Sir Thomas Wyatt: Poems

Sir Thomas Wyatt: Poems The Influences on the Life and Work of Thomas Wyatt

There are six key areas of influence that Thomas Wyatt could be said to be subject to. The respective weight and influence of each group can be argued, but each group was most assuredly a part of formulating the attitude, outlook and style of Thomas Wyatt's work.


Thomas Wyatt’s father, Henry Wyatt, was a significant influence on his son in terms of his career and accession to the royal court. Henry Wyatt was an official guardian of Henry VIII, having been highly regarded by his father, Henry VII. Henry Wyatt followed his own father into royal service. The life of a courtier was a dangerous one, as political allegiances were forged and broken with alarming rapidity. Henry Wyatt was imprisoned and tortured in the Tower of London for refusing to support the rule of Richard III. Upon his release, he was established in to the court of Henry VII. Similarly, Thomas Wyatt endured three periods of imprisonment during his time as a courtier to Henry VIII. Both Wyatts were fortunate to escape execution, as many others were put to death. It is likely that both men were able to use their wit, diplomacy and skills of negotiation to save their necks.


Thomas Wyatt was an intelligent, sensitive and educated man. He studied at St John’s College, Cambridge and was well versed in the classics and philosophical teachings of the great thinkers. One of Wyatt’s early attempts at translation involved the works of Plutarch, a Greek scholar who was an ambassador as well as an historian. In his chronicles of the lives of the great Greek and Roman rulers, Plutarch utilized engaging detail to communicate the character of his subject as well as their deeds.

Wyatt also studied and appreciated the works of Plato. He refers to Plato’s work in his poem ‘Farewell Love’ as a source of solace and contemplation, and a better source of edification than a fickle lady. Seneca is also referred to in the same poem. Seneca was a Roman historian and a Stoic philosopher. Wyatt was an advocate of this philosophy, which suggests that a natural order dictates all action. Evidence of Wyatt’s adherence to Stoic principles can be seen in works such as ‘Divers Doth Use’ and ‘My Heart I Gave Thee’.


Wyatt’s patron was Thomas Cromwell. Cromwell was an effective and practical statesman who carried out the practical application of Henry VIII’s various political stratagems. It was Cromwell who orchestrated the seizure and sale of monastic land at Henry’s behest, raising the funds that was sorely needed to support Henry’s lavish spending. As Lord Chamberlain and a favorite of the King, Cromwell was constantly in danger from those who sought to reduce his influence and extend their own. Despite the years of reward and respect afforded to Cromwell by his king, he was eventually imprisoned and executed for heresy. Wyatt followed his mentor’s path in becoming both in and out of favor with a difficult and irresolute king. Wyatt is believed to have mourned his adviser in the translation of another Petrarchan sonnet, ‘The Pillar Perish’d’.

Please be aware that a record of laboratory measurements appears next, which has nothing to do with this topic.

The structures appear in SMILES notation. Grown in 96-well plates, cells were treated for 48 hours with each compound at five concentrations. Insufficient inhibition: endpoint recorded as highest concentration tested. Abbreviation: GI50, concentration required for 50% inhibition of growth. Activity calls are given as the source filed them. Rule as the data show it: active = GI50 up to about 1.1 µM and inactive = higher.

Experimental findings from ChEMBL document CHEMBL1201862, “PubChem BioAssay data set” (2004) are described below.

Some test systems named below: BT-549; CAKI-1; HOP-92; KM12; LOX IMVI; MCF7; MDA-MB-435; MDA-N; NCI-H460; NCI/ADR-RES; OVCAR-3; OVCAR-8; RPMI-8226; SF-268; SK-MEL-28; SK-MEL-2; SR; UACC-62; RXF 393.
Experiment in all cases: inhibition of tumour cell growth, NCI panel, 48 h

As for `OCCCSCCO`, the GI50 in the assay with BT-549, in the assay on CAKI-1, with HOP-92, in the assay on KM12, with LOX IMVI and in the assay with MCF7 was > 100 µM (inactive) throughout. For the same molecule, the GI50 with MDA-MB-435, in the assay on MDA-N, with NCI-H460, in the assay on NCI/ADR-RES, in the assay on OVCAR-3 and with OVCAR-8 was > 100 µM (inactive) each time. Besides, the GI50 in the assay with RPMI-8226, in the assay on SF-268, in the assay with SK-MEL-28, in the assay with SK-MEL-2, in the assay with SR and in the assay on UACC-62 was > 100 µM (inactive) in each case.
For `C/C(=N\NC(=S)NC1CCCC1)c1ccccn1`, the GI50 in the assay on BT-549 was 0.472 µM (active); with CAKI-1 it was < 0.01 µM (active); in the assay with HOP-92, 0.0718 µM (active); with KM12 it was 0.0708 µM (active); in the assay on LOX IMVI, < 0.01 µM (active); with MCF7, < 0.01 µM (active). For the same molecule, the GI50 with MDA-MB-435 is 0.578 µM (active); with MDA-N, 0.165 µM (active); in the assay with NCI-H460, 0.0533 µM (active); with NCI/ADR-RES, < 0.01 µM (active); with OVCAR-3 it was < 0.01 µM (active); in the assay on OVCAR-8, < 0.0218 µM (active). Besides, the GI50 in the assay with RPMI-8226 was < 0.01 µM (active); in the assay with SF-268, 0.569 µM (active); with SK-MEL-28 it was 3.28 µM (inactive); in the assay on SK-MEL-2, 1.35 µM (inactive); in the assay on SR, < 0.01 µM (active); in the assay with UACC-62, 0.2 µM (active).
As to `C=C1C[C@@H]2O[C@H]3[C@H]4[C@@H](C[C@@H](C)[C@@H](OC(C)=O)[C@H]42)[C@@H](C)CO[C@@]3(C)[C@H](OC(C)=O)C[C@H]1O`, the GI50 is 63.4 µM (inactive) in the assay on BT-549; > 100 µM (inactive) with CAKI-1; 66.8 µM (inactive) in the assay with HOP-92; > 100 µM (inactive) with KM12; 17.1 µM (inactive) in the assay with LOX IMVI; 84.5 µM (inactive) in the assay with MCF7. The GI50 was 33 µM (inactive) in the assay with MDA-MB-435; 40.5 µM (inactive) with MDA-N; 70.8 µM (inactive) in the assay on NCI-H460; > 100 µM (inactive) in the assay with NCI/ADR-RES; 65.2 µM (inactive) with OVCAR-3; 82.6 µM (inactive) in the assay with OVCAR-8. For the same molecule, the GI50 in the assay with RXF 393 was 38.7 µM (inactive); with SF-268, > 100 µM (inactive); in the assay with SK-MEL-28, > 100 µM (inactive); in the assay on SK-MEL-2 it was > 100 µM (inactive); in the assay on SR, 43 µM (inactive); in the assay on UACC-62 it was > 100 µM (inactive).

Although it is likely that there were several women in Wyatt’s life, there are three who could be said to have had the most influence on his character and his work. Wyatt’s wife, Elizabeth Brooke, caused him much pain. Their marriage was brief, and their separation was attributed to her infidelity. The translations of Petrarch’s sonnets, which mark the early part of Wyatt’s work, often have a bitter and frustrated lover as the narrator. The other woman who could have been the focus of his resentment and regret was Anne Boleyn, another early love who was tempted away from him by none other than King Henry VIII, Wyatt’s monarch and friend. The sonnet ‘Whoso List To Hunt?’ is believed to be based on Wyatt’s relinquishing of the pursuit of Anne as she becomes Henry’s property. The ‘hind’ in the poem has a collar signifying her as belonging to ‘Caesar’.